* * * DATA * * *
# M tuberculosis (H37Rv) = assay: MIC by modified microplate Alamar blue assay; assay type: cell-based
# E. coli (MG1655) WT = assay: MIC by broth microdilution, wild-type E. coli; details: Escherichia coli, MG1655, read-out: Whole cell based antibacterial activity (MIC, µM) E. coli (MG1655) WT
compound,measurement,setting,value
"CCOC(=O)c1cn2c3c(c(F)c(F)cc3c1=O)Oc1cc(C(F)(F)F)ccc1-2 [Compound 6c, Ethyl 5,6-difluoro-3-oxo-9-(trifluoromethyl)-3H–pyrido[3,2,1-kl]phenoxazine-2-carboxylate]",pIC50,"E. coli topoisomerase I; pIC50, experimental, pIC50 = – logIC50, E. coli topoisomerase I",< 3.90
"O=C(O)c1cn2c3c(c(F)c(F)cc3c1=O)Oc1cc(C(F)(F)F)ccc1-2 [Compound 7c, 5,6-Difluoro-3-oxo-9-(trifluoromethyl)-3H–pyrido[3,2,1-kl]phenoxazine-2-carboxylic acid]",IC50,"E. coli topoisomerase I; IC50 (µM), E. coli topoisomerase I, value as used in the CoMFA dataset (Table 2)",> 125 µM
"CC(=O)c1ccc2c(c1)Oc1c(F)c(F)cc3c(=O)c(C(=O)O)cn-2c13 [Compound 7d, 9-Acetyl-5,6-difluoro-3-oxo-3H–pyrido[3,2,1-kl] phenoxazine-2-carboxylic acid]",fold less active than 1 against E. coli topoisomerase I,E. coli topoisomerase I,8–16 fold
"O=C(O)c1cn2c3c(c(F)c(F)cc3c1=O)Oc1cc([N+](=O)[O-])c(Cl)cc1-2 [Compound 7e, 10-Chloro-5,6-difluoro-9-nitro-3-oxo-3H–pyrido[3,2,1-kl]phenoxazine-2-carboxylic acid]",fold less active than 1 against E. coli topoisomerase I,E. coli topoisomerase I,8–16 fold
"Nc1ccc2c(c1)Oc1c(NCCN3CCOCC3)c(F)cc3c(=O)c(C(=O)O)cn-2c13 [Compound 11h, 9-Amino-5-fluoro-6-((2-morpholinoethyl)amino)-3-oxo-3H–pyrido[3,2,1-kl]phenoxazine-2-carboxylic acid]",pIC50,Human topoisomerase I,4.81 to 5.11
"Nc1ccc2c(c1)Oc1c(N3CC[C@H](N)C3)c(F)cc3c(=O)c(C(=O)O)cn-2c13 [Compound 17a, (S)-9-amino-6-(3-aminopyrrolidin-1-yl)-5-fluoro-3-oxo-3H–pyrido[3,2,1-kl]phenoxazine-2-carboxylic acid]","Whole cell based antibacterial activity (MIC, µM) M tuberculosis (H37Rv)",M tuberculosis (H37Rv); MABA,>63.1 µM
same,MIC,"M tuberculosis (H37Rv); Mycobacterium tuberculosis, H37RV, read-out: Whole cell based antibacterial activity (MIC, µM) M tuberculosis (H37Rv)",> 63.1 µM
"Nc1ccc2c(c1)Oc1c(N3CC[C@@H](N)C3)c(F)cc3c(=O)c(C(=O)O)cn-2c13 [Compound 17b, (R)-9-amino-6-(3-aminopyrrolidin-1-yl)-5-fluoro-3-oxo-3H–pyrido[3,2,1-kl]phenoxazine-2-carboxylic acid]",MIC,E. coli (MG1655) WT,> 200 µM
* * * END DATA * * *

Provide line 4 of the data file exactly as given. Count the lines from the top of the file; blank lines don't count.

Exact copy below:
"CCOC(=O)c1cn2c3c(c(F)c(F)cc3c1=O)Oc1cc(C(F)(F)F)ccc1-2 [Compound 6c, Ethyl 5,6-difluoro-3-oxo-9-(trifluoromethyl)-3H–pyrido[3,2,1-kl]phenoxazine-2-carboxylate]",pIC50,"E. coli topoisomerase I; pIC50, experimental, pIC50 = – logIC50, E. coli topoisomerase I",< 3.90